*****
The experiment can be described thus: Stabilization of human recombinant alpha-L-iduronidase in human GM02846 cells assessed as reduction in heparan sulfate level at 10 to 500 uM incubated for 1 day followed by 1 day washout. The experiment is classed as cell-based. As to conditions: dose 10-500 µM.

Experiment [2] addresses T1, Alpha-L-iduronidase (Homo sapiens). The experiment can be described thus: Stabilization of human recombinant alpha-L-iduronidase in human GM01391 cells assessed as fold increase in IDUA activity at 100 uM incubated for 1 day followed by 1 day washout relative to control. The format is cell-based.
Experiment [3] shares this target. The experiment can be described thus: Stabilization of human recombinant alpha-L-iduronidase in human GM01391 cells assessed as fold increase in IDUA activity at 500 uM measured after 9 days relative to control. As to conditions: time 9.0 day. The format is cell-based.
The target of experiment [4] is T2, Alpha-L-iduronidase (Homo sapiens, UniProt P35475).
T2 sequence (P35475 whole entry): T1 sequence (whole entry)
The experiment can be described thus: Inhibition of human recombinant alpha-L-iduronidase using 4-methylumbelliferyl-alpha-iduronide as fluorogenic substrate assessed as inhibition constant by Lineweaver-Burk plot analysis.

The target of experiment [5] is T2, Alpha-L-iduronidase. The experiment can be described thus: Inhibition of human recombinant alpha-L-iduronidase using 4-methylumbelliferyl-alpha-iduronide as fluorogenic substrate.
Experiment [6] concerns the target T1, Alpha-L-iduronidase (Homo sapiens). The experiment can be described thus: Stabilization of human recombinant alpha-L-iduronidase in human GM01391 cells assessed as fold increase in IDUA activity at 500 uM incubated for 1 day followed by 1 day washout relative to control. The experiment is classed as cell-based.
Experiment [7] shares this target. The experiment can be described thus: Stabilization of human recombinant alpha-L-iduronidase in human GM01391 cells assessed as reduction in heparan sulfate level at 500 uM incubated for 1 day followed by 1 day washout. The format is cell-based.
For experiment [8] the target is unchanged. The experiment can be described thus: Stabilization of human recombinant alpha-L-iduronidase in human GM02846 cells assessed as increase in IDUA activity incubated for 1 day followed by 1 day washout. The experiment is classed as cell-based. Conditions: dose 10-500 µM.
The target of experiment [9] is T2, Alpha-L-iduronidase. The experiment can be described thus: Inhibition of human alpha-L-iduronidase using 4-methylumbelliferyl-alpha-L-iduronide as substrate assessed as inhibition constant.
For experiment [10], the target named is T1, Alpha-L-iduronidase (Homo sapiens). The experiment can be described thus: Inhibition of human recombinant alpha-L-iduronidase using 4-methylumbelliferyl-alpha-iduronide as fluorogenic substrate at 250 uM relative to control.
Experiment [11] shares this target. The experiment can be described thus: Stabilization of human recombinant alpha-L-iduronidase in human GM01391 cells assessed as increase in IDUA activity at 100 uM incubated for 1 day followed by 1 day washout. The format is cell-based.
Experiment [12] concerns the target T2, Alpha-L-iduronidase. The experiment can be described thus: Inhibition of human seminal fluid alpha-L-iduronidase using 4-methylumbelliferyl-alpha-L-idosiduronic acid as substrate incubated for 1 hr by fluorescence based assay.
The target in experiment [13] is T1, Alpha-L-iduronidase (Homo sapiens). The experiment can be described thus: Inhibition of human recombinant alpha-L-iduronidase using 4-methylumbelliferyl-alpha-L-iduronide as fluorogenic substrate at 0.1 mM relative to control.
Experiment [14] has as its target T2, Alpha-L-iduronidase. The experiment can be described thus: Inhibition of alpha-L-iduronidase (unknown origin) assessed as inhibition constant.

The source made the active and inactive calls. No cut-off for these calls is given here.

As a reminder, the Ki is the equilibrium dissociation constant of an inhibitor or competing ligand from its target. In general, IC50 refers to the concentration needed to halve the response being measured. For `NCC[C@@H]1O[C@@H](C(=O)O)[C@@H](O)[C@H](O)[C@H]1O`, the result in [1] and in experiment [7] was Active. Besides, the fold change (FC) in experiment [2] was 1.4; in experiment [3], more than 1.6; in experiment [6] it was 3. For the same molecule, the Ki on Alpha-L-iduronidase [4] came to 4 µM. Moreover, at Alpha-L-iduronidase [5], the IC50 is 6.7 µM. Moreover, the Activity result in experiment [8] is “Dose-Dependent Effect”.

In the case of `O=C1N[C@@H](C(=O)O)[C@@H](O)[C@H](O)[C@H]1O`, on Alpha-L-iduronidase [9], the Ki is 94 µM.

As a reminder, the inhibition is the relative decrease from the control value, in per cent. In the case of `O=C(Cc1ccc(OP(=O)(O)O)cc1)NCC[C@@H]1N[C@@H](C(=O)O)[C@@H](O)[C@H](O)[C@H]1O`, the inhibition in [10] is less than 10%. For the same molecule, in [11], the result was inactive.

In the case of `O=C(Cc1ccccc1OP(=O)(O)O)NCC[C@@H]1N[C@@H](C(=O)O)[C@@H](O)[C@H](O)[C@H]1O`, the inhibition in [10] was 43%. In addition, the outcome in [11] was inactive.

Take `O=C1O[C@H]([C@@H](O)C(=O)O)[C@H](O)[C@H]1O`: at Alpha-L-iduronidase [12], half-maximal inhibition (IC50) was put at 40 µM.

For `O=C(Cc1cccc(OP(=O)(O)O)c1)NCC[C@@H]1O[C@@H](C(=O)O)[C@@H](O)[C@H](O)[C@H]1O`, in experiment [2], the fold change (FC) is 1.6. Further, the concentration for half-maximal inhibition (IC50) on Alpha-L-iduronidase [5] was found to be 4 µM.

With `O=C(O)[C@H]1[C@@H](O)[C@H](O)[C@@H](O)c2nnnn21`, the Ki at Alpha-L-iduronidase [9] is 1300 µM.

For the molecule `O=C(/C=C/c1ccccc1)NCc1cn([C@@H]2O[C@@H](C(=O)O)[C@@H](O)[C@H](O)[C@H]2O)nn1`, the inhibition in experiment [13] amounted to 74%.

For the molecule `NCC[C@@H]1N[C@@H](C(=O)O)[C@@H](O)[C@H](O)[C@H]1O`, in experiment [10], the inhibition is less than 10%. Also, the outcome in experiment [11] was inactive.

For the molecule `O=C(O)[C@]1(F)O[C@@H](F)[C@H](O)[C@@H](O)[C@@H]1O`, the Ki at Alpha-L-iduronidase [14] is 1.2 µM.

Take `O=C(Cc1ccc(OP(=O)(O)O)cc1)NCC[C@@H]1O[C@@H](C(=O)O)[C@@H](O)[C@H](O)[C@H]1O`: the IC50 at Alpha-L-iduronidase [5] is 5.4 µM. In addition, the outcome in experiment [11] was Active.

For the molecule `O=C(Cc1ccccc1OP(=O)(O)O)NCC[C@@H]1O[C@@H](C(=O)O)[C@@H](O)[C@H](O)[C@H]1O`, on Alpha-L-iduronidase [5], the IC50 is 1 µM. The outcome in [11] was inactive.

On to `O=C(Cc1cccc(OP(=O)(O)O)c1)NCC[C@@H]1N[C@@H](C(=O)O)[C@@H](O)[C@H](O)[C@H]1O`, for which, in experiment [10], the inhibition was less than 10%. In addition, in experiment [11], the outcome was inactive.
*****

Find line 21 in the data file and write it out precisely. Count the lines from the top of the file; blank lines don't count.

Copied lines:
In the case of `O=C(Cc1ccccc1OP(=O)(O)O)NCC[C@@H]1N[C@@H](C(=O)O)[C@@H](O)[C@H](O)[C@H]1O`, the inhibition in [10] was 43%. In addition, the outcome in [11] was inactive.